We will meet a young family from Burma (Myanmar) this weekend. The father and mother are Rohingya, one of the most persecuted ethnic minorities in the world. The father said he worked across the order in Bangladesh for some time. When it became too dangerous to go back and forth between Burma and Bangladesh because of the violence in Burma, he ran to Malaysia and sent for his wife. While they were waiting for asylum for 7 years in Malaysia, they had a little girl and a little boy. They are now pregnant with their third child. The family was first resettled in Utah. They arrived in Phoenix in May 2019. Since they could only afford to come from Utah with their car, they were not able to bring many of their belongings; they are setting up a new home from scratch, again. The father already has a job and has learned English quite well since they arrived in the USA. The older daughter is in school. Mom is at home with their toddler son and is looking forward to the new baby.
We will also visit a single gentleman from Iraq. He has been in Phoenix for almost 5 years, but he recently lost his apartment when the rent was dramatically increased and then had a heart attack and wound up in the hospital for a little while. He is back on his feet and in a new place, which WTAP will help to make a home. In Iraq, our client was a lawyer. He is studying now to try to improve his English (which he speaks quite well already) so as to take the bar exam here and one day be able to practice law again. He also assisted the US Armed Forces while in Iraq, and so was forced to flee his country to insure his safety. Our client is working as a cashier at the moment and is happy to be on the mend after his recent health issues. He has family in Texas and California, whom he recently visited. He mentioned that the best part about America is the people. He is looking forward to our volunteers coming to visit.
We will visit another family from Iraq: a mother and her two grown sons. In Iraq, the mother taught 4th grade and both of the sons were in school. The older son said that life in Iraq was very, very difficult – no safety, no security, no prospects, no hope. They are all very grateful to be here building a new life. The sons both speak English very well and their mother is learning. The boys have jobs and hope to have more education and eventually better jobs. They also have family here in the Valley who have been able to help them in their transition. The sons are especially excited to meet some Americans about their age during the upcoming WTAP welcome. They have a Monopoly game that they are hoping someone can help them learn how to play!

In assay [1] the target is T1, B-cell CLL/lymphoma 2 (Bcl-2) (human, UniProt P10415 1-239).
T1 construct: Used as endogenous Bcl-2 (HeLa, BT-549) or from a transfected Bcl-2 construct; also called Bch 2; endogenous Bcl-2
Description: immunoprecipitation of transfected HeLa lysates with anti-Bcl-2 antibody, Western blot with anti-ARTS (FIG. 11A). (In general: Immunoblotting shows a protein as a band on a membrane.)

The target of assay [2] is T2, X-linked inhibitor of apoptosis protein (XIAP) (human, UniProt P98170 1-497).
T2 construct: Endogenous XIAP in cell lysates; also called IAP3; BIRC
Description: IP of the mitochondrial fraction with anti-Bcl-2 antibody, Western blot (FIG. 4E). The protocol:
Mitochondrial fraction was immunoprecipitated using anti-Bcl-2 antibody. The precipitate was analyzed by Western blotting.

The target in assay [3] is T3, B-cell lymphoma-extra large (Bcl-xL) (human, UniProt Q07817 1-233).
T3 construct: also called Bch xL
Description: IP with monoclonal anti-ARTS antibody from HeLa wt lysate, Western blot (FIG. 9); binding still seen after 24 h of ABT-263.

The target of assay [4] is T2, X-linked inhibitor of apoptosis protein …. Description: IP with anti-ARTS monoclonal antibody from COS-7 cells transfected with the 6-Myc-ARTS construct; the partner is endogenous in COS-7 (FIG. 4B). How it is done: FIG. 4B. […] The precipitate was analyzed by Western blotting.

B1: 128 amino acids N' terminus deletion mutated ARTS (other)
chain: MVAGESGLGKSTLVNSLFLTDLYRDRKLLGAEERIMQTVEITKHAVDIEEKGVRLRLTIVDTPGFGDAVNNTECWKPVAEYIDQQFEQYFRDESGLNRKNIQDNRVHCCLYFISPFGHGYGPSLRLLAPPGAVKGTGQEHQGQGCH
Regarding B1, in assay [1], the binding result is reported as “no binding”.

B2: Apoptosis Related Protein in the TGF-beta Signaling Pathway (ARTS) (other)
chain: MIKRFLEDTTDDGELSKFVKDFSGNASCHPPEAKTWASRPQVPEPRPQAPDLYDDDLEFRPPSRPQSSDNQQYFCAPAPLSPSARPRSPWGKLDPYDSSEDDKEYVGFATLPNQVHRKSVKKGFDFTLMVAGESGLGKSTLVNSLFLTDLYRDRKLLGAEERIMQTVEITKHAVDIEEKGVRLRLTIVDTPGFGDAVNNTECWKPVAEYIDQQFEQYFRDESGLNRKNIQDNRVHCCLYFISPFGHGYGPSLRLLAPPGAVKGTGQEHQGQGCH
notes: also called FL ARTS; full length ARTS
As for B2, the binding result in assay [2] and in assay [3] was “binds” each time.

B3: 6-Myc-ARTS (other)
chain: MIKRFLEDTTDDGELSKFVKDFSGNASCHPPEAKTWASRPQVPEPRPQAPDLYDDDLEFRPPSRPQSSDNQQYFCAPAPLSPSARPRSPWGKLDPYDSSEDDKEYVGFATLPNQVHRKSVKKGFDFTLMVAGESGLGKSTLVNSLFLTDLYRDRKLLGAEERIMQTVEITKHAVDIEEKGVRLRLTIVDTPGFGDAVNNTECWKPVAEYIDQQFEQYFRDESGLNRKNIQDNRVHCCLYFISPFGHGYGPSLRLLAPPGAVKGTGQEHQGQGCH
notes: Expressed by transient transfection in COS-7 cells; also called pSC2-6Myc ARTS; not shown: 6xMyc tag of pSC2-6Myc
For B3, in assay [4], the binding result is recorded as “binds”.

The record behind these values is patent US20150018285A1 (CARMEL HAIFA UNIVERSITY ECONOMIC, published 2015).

This weekend, we will visit two families from Eritrea, where civil war and persecution have been a constant in their lives. The first family includes a mother, her brother and her three children (ages 11, 10 and 8). The next is a family of four, including the father, mother and two children (ages 4 and 1). Both families arrived within the last few months and we will learn more about them and their journeys this weekend.
This weekend, we will visit a family of 6 who has recently arrived to Phoenix from Pennsylvania, where they first arrived from the Democratic Republic of Congo (DRC). The mom, and her five children (ages 17, 15, 11, 7, 2, and 4 months) decided to move to Phoenix because they have family living here. The mom works for a hair product company, and the oldest daughter works at Whataburger. Four of the siblings are going to school in the Alhambra Elementary School District. The family is happy to be in Phoenix, where they are closer to the rest of their family.
We will also visit a family of 5 from Syria and a family of 11 from the Congo. We will welcome and learn more about these families on Saturday.
This weekend we will visit an apartment with roommates, one gentleman from Afghanistan and another from Eritrea. The young man, age 18, from Eritrea left his country when he was 14, staying in a refugee camp in Ethiopia for four months. He then went to Sudan where he stayed 8 months, and then to Egypt where he applied for refugee placement. He arrived in Arizona in June of this year. He would like to go to school and learn computer science, and hopes to help his family in the future. We will learn more about his roommate from Afghanistan on our visit on Saturday. They communicate with signs since they do not speak a common language.